The Knowledge / Textiles

Guatemala's magnificent World of Maya Textiles has many different of attires. For example: huipiles (blouses), cortes (skirts), tzutes (utility clothes), morrales (bags), sashes, hair bands and shawls.

Those garments are made with different techniques, materials and designs varying from the region they come from. There are 23 Ethnic Groups in Guatemala and each group will have a different every-day / ceremonial garment; so the origin of people can be distinguished by the unique way they dress.

For simplicity's sake we will classify the Textiles under the following categories:
origin and type, materials, dyes, weaving techniques, quality of the work & design and finally age.

When a textile first comes into our hands, the immediate questions that have to be answered are: what is its function and where does it come from. For example, let's say it is an every-day Huipil from the village of San Lucas Tolimás in the state of Sololá.

Now that we know the origin of the piece, we will have to see which materials were used to create it. Cotton is the foundation for all garments; some ceremonial versions have silk details as a sign of elegance and solemnity. The authentic Pre-Columbian hand spun cotton technique using a hand spindle (supported spindle) has more value because of the quality of work and can be distinguished by its unevenness and knotted texture.

A common example of this technique is seen in ceremonial garments woven with Cuyuscate (short fiber natural brown cotton, common to Guatemala). In modern times, the natural materials were replaced with mercerized cotton (increases shininess, strength, affinity to dye and resistance), industrially spun cotton and acrylic with shocking colors (synthetic wool).


The way the cotton was dyed is what really determines the age of the textile. In the early 1900's colors were normally obtained from what Nature had to offer, vegetable and animal sources. Indigo (Indigofera plant from the Tropics), Cochineal (insect that lives in cactuses) and Murex (dye from a mollusk) were the source to get blue, red and purple. By the mid 1900's chemical dyes had largerly replaced natural dyes.

The Back Strap Loom is common to Native Tribes from America used only by women and it is the most common technique to create the panels that will be combined to create Huipiles, Tzutes and Sashes. The quality of the textiles created with this loom can be easily identified by the four selvedge ends.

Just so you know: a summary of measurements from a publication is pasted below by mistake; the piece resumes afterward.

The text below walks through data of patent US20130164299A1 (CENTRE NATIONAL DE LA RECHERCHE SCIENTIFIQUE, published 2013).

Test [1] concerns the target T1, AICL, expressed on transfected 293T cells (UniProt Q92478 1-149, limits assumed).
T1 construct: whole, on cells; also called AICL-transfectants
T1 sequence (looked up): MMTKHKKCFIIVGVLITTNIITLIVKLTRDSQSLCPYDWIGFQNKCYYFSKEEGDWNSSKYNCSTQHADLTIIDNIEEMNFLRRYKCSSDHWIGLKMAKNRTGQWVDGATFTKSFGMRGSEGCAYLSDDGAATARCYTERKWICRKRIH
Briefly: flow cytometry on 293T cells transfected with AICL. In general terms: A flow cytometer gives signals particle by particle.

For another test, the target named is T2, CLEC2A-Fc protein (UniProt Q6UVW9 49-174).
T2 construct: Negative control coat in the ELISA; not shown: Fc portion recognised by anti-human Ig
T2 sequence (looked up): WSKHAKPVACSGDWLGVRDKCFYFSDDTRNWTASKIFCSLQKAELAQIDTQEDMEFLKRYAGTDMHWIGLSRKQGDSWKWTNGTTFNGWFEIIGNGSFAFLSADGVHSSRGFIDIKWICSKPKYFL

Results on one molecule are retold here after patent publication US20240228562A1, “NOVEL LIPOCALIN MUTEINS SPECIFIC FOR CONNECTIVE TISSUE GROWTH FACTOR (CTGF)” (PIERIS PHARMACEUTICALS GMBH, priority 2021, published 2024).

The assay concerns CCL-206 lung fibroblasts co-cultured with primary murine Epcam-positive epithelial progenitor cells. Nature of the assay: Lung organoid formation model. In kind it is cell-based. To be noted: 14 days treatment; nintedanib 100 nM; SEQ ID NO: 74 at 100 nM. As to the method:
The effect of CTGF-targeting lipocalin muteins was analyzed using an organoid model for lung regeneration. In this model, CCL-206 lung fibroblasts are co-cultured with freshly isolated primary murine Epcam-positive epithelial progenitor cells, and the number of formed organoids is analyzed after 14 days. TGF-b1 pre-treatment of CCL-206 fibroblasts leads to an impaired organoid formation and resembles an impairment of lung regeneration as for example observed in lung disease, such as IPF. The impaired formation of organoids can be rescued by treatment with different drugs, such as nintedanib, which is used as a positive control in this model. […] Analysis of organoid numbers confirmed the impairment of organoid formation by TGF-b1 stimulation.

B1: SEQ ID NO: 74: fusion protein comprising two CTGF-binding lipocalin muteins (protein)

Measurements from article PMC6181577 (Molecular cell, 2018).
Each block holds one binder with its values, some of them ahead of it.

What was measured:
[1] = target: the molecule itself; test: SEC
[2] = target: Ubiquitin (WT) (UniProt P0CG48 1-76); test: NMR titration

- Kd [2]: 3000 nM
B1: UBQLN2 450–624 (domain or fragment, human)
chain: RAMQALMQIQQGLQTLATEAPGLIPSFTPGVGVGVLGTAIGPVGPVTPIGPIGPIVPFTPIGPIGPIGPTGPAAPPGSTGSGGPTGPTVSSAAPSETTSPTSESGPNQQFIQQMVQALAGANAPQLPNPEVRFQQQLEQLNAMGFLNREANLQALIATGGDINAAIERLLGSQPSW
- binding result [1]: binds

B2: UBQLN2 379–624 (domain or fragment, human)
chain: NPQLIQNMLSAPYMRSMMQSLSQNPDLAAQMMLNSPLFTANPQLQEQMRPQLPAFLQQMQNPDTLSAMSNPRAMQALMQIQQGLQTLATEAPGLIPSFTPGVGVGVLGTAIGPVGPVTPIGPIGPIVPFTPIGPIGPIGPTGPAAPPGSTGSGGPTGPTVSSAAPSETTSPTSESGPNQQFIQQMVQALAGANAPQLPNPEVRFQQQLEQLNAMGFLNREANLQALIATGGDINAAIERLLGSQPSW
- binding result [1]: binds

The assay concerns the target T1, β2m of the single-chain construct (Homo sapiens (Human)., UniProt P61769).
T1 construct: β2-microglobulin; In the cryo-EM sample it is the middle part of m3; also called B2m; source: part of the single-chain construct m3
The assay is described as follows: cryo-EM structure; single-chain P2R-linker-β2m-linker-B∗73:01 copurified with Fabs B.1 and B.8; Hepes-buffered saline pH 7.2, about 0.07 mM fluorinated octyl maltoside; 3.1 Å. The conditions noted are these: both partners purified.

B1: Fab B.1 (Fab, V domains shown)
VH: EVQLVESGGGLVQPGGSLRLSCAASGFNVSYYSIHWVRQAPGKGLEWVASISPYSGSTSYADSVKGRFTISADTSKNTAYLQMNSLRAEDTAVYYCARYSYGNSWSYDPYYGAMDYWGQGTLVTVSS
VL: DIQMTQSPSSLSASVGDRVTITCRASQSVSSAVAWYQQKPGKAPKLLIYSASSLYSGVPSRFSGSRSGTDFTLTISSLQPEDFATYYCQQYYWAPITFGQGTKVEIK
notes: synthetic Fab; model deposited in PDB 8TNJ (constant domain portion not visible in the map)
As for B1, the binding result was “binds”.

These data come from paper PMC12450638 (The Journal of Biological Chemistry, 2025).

The Foot Loom was introduced by the Spanish and is mainly used by men to create larger pieces like skirt lengths and blankets. Smaller versions of the foot loom are used to weave Hair Bands. In modern times, many Huipiles are made with this loom.

The beauty of the Guatemalan Textiles rests in their colors but mainly in their intricate designs Geometric-, Plant- and Zoomorphic designs are mixed in a single textile and refer to common elements found in the surroundings.


When comparing old and newer examples of textiles from different regions, a common patern found is that older textile have smaller and less designs. Larger designs are easier to create and do not require as much skill.

Regarding age, textiles dating from the late 1800's up to the 1930's could be declared as "Antique". From the 1940's to the early 1970's we could call it, "Old", And from the 1980's to present time would be defined as "New".

Remember, age is not always linked to beauty and quality. Some old pieces have been cut to eliminate damaged parts and are then joined to make a newly created weaving to be offered to buyers as "antique".

Or the most common example is the foul practice of sewing old dates into new pieces and presenting them as Ceremonial Garments.

There are also exceptions: Textile Cooperatives now use old techniques and natural materials to create weavings in the classic style as a way of recognizing their heritance and adding value to their products.


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